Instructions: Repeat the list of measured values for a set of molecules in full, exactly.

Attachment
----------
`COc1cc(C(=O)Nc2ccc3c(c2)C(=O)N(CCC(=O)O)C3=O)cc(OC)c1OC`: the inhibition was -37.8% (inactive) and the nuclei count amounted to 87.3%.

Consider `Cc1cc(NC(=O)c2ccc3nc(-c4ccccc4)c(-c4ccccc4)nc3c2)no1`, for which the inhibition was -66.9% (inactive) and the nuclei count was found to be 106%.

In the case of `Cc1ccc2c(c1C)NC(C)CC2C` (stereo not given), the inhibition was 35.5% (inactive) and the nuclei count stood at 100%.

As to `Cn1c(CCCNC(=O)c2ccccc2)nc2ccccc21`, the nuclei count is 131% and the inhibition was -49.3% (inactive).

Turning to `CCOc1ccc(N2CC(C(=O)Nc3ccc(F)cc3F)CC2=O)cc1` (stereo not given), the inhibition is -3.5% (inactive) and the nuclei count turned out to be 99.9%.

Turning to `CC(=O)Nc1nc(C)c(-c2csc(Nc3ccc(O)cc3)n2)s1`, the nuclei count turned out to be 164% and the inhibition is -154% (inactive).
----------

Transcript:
`COc1cc(C(=O)Nc2ccc3c(c2)C(=O)N(CCC(=O)O)C3=O)cc(OC)c1OC`: the inhibition was -37.8% (inactive) and the nuclei count amounted to 87.3%.

Consider `Cc1cc(NC(=O)c2ccc3nc(-c4ccccc4)c(-c4ccccc4)nc3c2)no1`, for which the inhibition was -66.9% (inactive) and the nuclei count was found to be 106%.

In the case of `Cc1ccc2c(c1C)NC(C)CC2C` (stereo not given), the inhibition was 35.5% (inactive) and the nuclei count stood at 100%.

As to `Cn1c(CCCNC(=O)c2ccccc2)nc2ccccc21`, the nuclei count is 131% and the inhibition was -49.3% (inactive).

Turning to `CCOc1ccc(N2CC(C(=O)Nc3ccc(F)cc3F)CC2=O)cc1` (stereo not given), the inhibition is -3.5% (inactive) and the nuclei count turned out to be 99.9%.

Turning to `CC(=O)Nc1nc(C)c(-c2csc(Nc3ccc(O)cc3)n2)s1`, the nuclei count turned out to be 164% and the inhibition is -154% (inactive).